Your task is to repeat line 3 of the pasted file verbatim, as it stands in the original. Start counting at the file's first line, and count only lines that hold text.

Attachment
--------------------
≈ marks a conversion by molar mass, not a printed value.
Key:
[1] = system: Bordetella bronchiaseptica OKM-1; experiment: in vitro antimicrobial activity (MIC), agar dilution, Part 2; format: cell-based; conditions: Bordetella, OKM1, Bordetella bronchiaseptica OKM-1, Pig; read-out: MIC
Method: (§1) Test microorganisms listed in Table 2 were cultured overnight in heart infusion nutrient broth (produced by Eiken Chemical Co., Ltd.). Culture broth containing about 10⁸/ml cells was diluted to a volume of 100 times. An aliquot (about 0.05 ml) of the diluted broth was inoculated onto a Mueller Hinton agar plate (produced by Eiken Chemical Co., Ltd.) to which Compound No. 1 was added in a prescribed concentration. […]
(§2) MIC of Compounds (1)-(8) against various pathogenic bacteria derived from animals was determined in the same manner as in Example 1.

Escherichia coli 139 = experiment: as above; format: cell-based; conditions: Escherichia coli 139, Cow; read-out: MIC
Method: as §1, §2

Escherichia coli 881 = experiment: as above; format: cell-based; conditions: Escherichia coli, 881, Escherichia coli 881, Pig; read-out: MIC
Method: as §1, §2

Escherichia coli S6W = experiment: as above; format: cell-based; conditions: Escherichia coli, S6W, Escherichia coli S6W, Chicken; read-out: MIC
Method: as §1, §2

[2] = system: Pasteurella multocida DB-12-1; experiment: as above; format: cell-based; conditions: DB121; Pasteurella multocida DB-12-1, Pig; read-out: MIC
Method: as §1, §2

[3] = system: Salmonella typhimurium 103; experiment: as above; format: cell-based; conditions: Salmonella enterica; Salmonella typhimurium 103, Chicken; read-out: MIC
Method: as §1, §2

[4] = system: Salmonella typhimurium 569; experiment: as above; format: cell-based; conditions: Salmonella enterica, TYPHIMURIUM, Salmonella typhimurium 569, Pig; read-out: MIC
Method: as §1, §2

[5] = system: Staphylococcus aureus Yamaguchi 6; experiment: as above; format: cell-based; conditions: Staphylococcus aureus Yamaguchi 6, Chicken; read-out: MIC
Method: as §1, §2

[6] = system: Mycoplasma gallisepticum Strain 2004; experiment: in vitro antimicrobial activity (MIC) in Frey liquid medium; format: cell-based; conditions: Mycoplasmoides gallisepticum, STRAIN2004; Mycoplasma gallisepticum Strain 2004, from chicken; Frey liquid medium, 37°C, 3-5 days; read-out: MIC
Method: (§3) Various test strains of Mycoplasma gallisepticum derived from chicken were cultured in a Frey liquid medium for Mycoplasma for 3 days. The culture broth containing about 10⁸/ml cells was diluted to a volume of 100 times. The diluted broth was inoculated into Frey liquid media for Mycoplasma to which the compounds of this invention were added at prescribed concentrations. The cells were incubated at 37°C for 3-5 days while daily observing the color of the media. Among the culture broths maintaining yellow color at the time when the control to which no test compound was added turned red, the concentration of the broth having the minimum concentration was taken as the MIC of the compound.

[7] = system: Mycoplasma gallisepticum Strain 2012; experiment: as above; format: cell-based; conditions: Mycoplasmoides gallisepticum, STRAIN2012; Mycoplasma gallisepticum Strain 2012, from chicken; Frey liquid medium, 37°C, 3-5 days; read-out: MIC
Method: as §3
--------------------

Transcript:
[1] = system: Bordetella bronchiaseptica OKM-1; experiment: in vitro antimicrobial activity (MIC), agar dilution, Part 2; format: cell-based; conditions: Bordetella, OKM1, Bordetella bronchiaseptica OKM-1, Pig; read-out: MIC